The ingestion of illicit drugs by dogs is actually fairly common, and the best thing to do is to bring your dog in for treatment right away. You should not drug test your dog before consulting a veterinarian. You should consult a professional first. Using a drug test shouldn’t be your first thought; if you suspect your dog has ingested a drug that it shouldn’t, take your dog to your vet immediately so that treatment can begin, if necessary.

If your vet is a long way from your home or if your dog ingests something potentially dangerous during the middle of the night, you can always call a pet poison helpline for immediate advice.

  • Pet Poison Helpline (855) 764-7661
  • ASPCA Animal Poison Control Center (888) 426-4435
vet checking up dog in vet clinic
Image Credit: SUKJAI PHOTO, Shutterstock

Signs Your Dog May Have Ingested Drugs

The signs of drug ingestion will be different depending on a number of factors, including what kind of drug the dog may have gotten into, the amount of the drug, and the size of the dog. However, in most cases, there are a number of common signs that can point to the fact that something is wrong.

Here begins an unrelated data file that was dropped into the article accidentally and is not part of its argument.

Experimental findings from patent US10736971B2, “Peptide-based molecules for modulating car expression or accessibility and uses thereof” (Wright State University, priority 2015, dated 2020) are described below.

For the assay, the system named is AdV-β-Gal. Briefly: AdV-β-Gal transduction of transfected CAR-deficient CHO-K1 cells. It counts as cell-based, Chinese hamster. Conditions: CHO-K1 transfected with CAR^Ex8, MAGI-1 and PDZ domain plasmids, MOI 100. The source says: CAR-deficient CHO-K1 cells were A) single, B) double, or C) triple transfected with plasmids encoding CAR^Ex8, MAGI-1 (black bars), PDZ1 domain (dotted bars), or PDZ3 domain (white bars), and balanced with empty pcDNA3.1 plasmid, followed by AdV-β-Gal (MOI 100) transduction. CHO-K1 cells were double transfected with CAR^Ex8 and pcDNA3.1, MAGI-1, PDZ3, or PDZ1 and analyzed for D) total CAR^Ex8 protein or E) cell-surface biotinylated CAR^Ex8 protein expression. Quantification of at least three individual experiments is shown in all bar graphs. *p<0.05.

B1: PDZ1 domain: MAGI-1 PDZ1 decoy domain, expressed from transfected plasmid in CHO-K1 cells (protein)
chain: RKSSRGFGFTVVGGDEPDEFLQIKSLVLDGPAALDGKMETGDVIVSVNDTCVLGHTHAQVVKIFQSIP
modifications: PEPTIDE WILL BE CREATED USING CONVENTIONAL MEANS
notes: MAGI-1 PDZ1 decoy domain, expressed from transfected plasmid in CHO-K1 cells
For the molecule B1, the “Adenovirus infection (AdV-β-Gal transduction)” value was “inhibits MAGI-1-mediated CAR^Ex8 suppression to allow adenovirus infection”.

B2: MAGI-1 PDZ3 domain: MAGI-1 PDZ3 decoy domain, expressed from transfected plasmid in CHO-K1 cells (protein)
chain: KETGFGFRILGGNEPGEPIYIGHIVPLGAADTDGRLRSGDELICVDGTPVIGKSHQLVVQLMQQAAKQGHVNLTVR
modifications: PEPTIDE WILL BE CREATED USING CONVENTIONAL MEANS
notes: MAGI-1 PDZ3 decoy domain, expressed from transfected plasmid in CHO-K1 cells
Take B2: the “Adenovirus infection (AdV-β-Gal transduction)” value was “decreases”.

The signs of drug ingestion in dogs include:
  • Drooling
  • Lethargy
  • Dribbling urine
  • Vomiting
  • Diarrhea
  • Ataxia (malcoordination when moving)
  • Dilated pupils
  • Strange or unusual behavior
  • Shaking or shivering
  • Excessive sleepiness
  • Jerky movements
  • Hyperactivity
  • Barking or vocalization
  • Seizures
  • Coma

Drug ingestion can be an emergency. The more of a drug the dog ingests, the more dangerous the situation.

In many cases, the signs in dogs of drug ingestion will mirror the effects in humans. For example, marijuana ingestion can cause dilated pupils, lethargy and ataxia (malcoordination). Cocaine ingestion can present as hyperactivity, increased barking, and shaking. If you have an idea of what kind of drug your dog may have eaten, then you can get a better idea of what kind of signs they may present afterward.